Making a Case for Designating the Washington Coliseum (aka Key Arena) as a Seattle Landmark

Washington Coliseum / Key Arena (Photo: Eugenia Woo)

Washington Coliseum / KeyArena (Photo: Eugenia Woo)

A recent Crosscut guest opinion piece by Michael Herschensohn makes the case for designating KeyArena as a Seattle Landmark. 

Built in 1962 for the Seattle World’s Fair, the structure was originally called the Washington State Coliseum—it housed the Century 21 Expo’s theme exhibit, the World of Tomorrow among other exhibits. The Coliseum was designed by prominent Seattle architect Paul Thiry who was the master planner and architect for the fairgrounds. The Space Needle, US Science Pavilion (now Pacific Science Center) and Coliseum were the three key anchors at the Fair and remain so today. The Coliseum’s scale and size dominates the western portion of Seattle Center. Its form, design and structural engineering make it a unique structure in the city.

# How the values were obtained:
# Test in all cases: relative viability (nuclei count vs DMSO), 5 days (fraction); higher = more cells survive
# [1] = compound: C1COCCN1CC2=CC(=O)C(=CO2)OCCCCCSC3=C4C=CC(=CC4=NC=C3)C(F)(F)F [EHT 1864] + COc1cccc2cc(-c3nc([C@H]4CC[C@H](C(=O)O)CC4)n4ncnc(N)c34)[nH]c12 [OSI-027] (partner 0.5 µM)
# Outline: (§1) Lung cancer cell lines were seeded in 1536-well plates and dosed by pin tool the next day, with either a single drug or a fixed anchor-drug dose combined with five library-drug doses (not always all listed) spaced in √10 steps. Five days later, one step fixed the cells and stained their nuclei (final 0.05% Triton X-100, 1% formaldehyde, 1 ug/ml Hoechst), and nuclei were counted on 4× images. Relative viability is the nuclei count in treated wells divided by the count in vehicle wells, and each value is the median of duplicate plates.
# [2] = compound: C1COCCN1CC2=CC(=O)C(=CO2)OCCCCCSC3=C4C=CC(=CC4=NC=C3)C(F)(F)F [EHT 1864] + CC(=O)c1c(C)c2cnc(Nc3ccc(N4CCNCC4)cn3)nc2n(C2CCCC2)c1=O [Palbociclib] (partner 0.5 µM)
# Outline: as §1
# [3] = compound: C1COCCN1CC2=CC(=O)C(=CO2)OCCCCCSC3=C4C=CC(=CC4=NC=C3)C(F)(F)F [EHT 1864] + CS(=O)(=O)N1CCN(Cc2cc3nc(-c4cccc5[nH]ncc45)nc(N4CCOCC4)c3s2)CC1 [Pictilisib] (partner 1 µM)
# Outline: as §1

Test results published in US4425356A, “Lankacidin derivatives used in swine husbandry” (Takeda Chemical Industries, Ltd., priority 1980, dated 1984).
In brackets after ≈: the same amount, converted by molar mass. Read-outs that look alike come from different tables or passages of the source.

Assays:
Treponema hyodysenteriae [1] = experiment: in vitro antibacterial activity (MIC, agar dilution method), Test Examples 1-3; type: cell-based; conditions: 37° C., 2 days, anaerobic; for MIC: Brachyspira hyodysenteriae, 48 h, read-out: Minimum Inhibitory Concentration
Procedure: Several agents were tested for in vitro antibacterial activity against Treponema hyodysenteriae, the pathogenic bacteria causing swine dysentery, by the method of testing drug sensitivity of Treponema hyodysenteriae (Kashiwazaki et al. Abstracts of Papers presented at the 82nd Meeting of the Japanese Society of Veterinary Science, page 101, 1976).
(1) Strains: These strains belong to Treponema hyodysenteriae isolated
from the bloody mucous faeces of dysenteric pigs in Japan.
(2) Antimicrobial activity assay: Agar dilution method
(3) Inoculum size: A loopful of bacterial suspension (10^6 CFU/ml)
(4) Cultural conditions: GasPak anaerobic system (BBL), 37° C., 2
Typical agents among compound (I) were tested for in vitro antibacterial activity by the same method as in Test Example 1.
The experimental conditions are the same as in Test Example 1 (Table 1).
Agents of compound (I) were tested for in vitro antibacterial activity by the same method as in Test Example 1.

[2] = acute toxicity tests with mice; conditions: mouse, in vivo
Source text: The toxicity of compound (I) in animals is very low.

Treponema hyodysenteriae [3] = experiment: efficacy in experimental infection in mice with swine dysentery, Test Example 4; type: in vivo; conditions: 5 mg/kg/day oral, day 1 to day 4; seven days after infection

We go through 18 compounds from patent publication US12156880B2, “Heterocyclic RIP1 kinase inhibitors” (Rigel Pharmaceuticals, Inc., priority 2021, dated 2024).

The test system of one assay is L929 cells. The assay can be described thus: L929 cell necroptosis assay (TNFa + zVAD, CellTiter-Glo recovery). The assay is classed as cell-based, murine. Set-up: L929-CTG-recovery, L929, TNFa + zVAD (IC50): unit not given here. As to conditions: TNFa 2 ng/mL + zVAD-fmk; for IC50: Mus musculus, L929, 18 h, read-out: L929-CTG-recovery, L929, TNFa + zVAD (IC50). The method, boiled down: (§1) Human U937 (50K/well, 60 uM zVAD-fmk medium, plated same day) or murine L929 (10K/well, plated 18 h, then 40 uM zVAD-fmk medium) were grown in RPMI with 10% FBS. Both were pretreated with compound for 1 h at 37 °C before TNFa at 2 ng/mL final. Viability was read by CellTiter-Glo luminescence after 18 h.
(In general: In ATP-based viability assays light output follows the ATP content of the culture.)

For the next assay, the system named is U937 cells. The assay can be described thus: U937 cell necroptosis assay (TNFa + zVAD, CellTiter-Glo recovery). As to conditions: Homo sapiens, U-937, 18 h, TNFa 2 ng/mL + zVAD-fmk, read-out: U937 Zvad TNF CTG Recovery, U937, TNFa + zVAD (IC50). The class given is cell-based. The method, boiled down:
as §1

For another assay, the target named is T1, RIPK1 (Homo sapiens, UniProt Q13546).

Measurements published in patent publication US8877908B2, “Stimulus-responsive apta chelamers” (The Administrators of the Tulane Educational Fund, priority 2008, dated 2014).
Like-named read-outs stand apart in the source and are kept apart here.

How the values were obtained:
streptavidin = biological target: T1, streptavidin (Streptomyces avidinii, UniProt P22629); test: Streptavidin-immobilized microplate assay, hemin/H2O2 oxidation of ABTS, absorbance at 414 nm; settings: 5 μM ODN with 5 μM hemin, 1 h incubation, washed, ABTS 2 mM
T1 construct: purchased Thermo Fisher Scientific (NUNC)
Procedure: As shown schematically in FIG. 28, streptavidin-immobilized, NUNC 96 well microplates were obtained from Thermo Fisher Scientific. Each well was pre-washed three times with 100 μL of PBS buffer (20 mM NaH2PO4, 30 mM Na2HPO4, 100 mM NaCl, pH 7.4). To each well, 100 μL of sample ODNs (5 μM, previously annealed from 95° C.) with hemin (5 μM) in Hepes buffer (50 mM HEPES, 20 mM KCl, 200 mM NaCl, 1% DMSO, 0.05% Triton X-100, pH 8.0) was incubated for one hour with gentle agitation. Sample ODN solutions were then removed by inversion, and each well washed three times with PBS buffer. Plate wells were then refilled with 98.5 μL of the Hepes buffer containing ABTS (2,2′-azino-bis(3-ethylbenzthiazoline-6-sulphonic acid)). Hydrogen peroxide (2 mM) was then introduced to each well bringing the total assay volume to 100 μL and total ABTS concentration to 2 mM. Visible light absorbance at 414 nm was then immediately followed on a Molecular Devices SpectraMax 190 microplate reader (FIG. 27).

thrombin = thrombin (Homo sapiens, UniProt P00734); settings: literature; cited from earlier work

The Coliseum remains the last obvious potential landmark at Seattle Center that has not been nominated/designated. There are other resources at Seattle Center that are landmarked—the Armory; Kobe Bell; Monorail; and Horiuchi Mural. The Space Needle and Pacific Science Center are landmarks but are not owned by the City.

Seattle Center has recently selected a cultural resources consultant team to conduct a historic resources survey and inventory of eleven structures on the campus. KeyArena is included on the list. Landmark nominations may also be prepared as part of this process. We hope to see positive nominations for the Coliseum/KeyArena and other worthy structures as a result of this process. We anticipate the survey and inventory to be completed by February 2013 and nominations to be prepared by Spring/Summer 2013. As MAin2 finds out more about this project we’ll share the news with you.